A new study from the University of Chicago reports that a multi-layered mask made from cotton fabric and chiffon or natural silk can be just as effective as N95 masks against the coronavirus.
There just aren’t enough masks to go around, and those that we do have should be earmarked for healthcare workers. How, then, are we to keep ourselves safe in the great (and pandemic) outdoors? Well, according to one new study, we should do like our forefathers before us — and sew!
The authors analyzed the filtration properties of fabrics against aerosols (the main method of transmission for the SARS-CoV-2 coronavirus) and reported on the types of materials to use in order to create an effective mask.
Cotton and chiffon
Although the U.S. Centers for Disease Control and Prevention recommends the use of face masks whenever going outside, the reality on the ground is that such equipment is often in short supply. Surgical masks are somewhat easier to come by, but they are much less effective than filtering masks such as the N95 model (although they’re still useful).
The real problem is that every mask we use is one that’s no longer available for the healthcare sector, and the medical personnel fighting to help the infected against the disease need such masks to be able to continue doing their jobs. So people have started making their own, which is awesome. Researchers are now pitching in, too, and are informing us of the best way, and the best materials, to use when making our masks.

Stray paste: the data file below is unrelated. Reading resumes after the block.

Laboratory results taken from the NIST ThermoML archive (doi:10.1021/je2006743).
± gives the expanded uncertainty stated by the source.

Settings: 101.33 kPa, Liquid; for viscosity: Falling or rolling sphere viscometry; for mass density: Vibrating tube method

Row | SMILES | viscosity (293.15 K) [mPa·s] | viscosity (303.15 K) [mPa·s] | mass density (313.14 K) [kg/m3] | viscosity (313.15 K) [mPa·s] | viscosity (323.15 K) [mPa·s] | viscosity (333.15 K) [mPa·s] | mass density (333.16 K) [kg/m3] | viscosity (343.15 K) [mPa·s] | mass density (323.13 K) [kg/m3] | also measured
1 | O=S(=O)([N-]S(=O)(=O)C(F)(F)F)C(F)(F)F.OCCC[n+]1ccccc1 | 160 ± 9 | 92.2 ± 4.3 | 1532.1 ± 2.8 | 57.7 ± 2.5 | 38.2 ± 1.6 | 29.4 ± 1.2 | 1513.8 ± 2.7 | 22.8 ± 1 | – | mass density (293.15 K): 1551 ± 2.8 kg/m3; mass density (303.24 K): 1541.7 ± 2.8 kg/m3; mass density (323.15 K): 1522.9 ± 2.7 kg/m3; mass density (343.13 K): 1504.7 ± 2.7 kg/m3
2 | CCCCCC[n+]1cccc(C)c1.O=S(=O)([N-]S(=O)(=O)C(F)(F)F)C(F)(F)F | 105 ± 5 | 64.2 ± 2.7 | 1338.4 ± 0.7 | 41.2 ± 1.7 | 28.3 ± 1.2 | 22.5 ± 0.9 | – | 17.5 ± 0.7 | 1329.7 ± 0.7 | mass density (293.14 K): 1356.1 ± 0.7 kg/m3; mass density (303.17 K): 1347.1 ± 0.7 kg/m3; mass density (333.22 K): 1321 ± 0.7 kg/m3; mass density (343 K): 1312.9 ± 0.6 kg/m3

Coronavirus is spread through saliva droplets that form aerosols when we breathe, talk, or cough. The heavier droplets fall to the floor, but the lighter ones remain in suspension around us and can travel (and infect) up to 4 meters away.
The team, led by Molecular Engineering Professor Supratik Guha, used an aerosol mixing chamber to produce particles ranging in diameter from 10 nm to 6 μm in diameter, roughly the same interval of the size seen in coronavirus-carrying aerosols. A fan was used to force them through various textile samples (the fan was set to generate airflow comparable to that of a person’s respiration at rest), and the team compared particle levels in the air before and after passing through the material. The study was carried out at the U.S. Department of Energy’s Center for Nanoscale Materials user facility at Argonne National Laboratory with funding from the U.S. Department of Defense’s Vannevar Bush Fellowship.
Their results show that one layer of “tightly-woven” cotton combined with two layers of polyester-spandex chiffon (a type of sheer fabric most commonly seen in evening gowns — can filter out between 80% to 99% of all aerosol particles in a sample (depending on their size). Such performance, they add, is close to that of an N95 respirator mask.
The chiffon can be swapped for natural silk or flannel without losing filtering ability, or the whole thing can be replaced with a cotton quilt with cotton-polyester batting. The combination of two materials is important, however. The team explains that the cotton creates a physical barrier to incoming aerosol particles, while materials such as chiffon and natural silk can become charged, and serve as an electrostatic barrier.
Another thing to keep in mind is that it’s essential for such masks to be perfectly fitted. Even the slightest gap between the mask’s edges and the user’s skin can reduce their filtering efficiency by 60%.
The paper “Aerosol Filtration Efficiency of Common Fabrics Used in Respiratory Cloth Masks” has been published in the journal ACS Nano.